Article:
Wonderful books by Father Kinsella:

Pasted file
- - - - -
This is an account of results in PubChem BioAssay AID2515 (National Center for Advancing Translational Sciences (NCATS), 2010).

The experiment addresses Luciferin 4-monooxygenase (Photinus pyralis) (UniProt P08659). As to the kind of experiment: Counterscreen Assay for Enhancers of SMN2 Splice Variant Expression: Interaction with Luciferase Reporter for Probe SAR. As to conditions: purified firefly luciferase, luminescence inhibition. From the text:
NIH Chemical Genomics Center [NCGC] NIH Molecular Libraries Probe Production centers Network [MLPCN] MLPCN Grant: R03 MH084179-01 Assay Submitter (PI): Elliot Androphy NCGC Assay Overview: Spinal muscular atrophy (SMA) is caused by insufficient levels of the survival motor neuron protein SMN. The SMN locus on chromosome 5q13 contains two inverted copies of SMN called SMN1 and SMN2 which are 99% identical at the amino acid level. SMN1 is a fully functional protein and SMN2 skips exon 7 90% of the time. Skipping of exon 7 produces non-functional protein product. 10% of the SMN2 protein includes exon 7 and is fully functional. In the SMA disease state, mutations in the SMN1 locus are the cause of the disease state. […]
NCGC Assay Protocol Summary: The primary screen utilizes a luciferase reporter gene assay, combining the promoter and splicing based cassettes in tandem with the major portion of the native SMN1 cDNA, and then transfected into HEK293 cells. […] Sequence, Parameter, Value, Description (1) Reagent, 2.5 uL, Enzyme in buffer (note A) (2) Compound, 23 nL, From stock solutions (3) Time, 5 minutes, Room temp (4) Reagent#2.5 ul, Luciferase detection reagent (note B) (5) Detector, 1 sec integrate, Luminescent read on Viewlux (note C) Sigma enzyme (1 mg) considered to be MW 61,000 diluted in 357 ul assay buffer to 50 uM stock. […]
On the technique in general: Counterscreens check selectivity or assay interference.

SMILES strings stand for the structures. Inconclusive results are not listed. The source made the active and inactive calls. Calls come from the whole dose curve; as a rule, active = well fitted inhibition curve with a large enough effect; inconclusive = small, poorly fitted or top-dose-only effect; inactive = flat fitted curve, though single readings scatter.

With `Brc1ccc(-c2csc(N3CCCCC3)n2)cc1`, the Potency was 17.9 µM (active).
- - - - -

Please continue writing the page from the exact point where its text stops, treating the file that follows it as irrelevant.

The Wife Desired
The Man For Her